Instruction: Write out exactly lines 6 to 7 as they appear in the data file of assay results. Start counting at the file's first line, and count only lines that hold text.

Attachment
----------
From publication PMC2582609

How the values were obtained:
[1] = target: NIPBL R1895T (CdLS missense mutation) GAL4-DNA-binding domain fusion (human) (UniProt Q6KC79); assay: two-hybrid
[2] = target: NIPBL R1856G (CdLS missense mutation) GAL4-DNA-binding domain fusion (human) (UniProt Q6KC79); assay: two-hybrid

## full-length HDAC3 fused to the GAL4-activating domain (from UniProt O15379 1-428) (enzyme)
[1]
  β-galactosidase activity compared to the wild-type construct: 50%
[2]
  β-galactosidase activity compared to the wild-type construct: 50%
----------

[1]
  β-galactosidase activity compared to the wild-type construct: 50%